The Goal: Learning to Play Pachelbel’s Canon in D
A little about Pachelbel
Johann Pachelbel; baptised September 1, 1653 – buried March 9, 1706, was a German Baroque composer, organist and teacher, who brought the south German organ tradition to its peak. He composed a large body of sacred and secular music, and his contributions to the development of the chorale prelude and fugue have earned him a place among the most important composers of the middle Baroque era.
Pachelbel’s music enjoyed enormous popularity during his lifetime; he had many pupils and his music became a model for the composers of south and central Germany. Today, Pachelbel is best known for the Canon in D, as well as the Chaconne in F minor, the Toccata in E minor for organ, and the Hexachordum Apollinis, a set of keyboard variations.
Pachelbel’s music was influenced by southern German composers, such as Johann Jakob Froberger and Johann Kaspar Kerll, Italians such as Girolamo Frescobaldi and Alessandro Poglietti, French composers, and the composers of the Nuremberg tradition. He preferred a lucid, uncomplicated contrapuntal style that emphasized melodic and harmonic clarity. His music is less virtuosic and less adventurous harmonically than that of Dieterich Buxtehude, although, like Buxtehude, Pachelbel experimented with different ensembles and instrumental combinations in his chamber music and, most importantly, his vocal music, much of which features exceptionally rich instrumentation. Pachelbel explored many variation forms and associated techniques, which manifest themselves in various diverse pieces, from sacred concertos to harpsichord suites.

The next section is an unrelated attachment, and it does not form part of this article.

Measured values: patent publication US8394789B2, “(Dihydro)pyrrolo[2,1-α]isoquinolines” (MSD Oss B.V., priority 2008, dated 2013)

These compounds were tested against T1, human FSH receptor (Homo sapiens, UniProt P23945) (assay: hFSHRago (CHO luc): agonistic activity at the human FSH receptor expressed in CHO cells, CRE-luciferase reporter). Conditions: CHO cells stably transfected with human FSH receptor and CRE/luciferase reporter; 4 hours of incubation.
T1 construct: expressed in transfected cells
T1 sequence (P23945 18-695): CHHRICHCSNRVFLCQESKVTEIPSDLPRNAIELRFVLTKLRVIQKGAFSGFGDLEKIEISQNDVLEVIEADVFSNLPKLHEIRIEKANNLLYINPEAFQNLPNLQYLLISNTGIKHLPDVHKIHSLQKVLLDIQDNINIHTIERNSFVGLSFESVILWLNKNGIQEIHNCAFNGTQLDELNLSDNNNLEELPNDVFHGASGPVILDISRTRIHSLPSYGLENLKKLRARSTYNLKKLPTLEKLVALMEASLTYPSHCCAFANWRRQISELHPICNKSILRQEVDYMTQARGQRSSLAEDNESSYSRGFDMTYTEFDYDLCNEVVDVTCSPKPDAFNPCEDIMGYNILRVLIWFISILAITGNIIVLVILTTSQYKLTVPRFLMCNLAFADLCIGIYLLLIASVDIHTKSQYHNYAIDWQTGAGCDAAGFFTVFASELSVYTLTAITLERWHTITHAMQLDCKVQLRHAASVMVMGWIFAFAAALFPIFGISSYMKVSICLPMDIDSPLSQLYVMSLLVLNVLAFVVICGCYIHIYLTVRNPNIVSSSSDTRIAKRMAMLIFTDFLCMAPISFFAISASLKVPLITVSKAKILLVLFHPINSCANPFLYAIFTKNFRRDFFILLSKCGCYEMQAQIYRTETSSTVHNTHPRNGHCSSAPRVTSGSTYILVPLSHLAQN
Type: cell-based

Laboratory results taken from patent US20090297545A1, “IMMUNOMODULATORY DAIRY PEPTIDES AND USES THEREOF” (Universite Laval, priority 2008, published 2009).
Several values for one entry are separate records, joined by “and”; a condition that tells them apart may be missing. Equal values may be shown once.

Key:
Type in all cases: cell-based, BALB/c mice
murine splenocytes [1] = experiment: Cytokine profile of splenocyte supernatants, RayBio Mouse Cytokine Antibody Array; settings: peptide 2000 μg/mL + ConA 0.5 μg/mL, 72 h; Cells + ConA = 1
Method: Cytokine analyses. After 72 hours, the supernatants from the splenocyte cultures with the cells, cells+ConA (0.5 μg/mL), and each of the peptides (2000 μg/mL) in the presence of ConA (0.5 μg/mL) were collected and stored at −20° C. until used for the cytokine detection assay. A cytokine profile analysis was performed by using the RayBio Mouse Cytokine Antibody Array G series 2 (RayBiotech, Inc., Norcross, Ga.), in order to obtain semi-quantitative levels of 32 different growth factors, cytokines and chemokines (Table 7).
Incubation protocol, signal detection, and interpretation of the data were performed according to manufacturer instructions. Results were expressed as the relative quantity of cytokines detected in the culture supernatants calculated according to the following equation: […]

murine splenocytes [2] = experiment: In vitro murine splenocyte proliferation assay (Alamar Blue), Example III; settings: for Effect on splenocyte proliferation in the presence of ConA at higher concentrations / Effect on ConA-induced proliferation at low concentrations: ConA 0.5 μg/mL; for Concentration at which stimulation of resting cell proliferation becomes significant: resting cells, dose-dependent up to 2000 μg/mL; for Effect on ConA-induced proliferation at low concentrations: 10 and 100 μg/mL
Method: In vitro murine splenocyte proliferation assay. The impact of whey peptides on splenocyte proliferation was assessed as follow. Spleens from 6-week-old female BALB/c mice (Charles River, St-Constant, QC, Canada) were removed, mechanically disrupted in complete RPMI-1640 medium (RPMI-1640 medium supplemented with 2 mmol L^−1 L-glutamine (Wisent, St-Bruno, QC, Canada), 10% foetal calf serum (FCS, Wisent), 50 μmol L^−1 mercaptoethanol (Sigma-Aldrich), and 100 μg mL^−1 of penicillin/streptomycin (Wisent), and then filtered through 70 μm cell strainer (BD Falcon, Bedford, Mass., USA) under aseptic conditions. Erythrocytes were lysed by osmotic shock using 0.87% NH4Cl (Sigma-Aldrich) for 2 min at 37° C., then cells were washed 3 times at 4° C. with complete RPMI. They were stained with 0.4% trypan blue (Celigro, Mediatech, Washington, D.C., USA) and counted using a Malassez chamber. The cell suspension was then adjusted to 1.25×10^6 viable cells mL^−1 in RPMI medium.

Alberti Bass on Dm Chord
Keep in mind that Alberti Bass can be used on any chord and it doesn’t matter which inversion of the chord is being played, the sequence is always the same: Lowest, Highest, Middle , Highest. In this example we are breaking down a Dm chord to see how it sounds using Alberti Bass.
Some Chords We’ll Need
This two-measure ending idea uses a descending bass line to connect between the I Chord on beat 1 of the first measure to the V Chord on beat 1 of the second measure.
The chords we are adding are a classic blues sequence, which is very useful to know in as many keys as possible. The breakdown of chords is as follows:
- Start at a slow tempo and gradually build up speed
- Practice using Alberti Bass on any chord
- Listen to composers that use a lot of Alberti bass such as: Mozart, Clementi & Beethoven among many others.